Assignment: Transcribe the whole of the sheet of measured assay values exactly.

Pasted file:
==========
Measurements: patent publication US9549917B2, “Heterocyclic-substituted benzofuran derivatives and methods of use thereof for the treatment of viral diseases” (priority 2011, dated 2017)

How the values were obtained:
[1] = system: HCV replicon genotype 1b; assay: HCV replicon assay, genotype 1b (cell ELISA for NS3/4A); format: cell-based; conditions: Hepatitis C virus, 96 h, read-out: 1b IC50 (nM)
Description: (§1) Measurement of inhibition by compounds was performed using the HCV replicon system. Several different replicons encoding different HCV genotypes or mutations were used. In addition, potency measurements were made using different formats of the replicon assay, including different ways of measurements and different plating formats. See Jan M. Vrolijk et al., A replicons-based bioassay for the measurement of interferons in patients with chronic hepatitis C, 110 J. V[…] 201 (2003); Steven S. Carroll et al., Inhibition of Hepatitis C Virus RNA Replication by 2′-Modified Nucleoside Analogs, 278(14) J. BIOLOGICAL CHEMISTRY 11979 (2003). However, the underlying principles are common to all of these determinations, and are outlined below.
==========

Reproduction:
Measurements: patent publication US9549917B2, “Heterocyclic-substituted benzofuran derivatives and methods of use thereof for the treatment of viral diseases” (priority 2011, dated 2017)

How the values were obtained:
[1] = system: HCV replicon genotype 1b; assay: HCV replicon assay, genotype 1b (cell ELISA for NS3/4A); format: cell-based; conditions: Hepatitis C virus, 96 h, read-out: 1b IC50 (nM)
Description: (§1) Measurement of inhibition by compounds was performed using the HCV replicon system. Several different replicons encoding different HCV genotypes or mutations were used. In addition, potency measurements were made using different formats of the replicon assay, including different ways of measurements and different plating formats. See Jan M. Vrolijk et al., A replicons-based bioassay for the measurement of interferons in patients with chronic hepatitis C, 110 J. V[…] 201 (2003); Steven S. Carroll et al., Inhibition of Hepatitis C Virus RNA Replication by 2′-Modified Nucleoside Analogs, 278(14) J. BIOLOGICAL CHEMISTRY 11979 (2003). However, the underlying principles are common to all of these determinations, and are outlined below.